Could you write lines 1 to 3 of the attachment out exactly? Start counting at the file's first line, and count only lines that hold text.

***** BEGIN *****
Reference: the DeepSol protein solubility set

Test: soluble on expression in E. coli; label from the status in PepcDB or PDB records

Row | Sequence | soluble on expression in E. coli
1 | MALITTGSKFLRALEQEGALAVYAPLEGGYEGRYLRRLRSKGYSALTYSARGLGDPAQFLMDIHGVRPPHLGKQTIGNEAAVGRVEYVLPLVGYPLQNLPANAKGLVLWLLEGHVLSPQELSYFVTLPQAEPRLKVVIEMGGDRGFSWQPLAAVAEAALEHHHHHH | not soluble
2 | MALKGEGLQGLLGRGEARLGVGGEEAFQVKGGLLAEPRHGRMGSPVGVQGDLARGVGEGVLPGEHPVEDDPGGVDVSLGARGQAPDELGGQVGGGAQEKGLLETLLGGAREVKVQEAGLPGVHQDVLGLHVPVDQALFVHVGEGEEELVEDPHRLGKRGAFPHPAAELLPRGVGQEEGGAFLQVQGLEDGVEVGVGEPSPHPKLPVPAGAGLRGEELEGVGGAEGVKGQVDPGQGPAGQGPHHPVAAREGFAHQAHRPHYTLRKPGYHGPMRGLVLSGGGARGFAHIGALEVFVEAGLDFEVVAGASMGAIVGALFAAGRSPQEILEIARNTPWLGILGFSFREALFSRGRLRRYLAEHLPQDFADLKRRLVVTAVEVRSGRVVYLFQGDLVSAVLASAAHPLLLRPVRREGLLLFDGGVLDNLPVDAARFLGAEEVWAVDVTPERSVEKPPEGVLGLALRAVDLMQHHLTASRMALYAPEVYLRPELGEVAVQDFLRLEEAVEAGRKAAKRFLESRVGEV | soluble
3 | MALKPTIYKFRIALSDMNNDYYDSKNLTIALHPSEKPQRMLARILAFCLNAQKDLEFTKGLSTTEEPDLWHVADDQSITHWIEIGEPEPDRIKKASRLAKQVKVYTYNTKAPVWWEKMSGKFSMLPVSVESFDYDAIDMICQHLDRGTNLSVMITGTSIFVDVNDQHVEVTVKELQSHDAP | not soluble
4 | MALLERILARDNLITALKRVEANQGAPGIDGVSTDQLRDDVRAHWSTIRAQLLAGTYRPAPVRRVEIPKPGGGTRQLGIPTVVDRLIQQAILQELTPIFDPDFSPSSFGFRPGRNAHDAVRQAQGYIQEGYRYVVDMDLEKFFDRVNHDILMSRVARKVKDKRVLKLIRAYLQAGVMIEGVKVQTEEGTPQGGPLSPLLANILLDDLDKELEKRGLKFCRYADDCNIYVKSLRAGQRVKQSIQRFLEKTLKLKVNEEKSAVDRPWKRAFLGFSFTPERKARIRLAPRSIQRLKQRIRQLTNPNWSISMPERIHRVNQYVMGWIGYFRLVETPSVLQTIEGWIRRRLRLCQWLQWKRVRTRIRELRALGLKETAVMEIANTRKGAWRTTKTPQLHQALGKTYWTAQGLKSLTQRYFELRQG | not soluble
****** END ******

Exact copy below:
Reference: the DeepSol protein solubility set

Test: soluble on expression in E. coli; label from the status in PepcDB or PDB records

Row | Sequence | soluble on expression in E. coli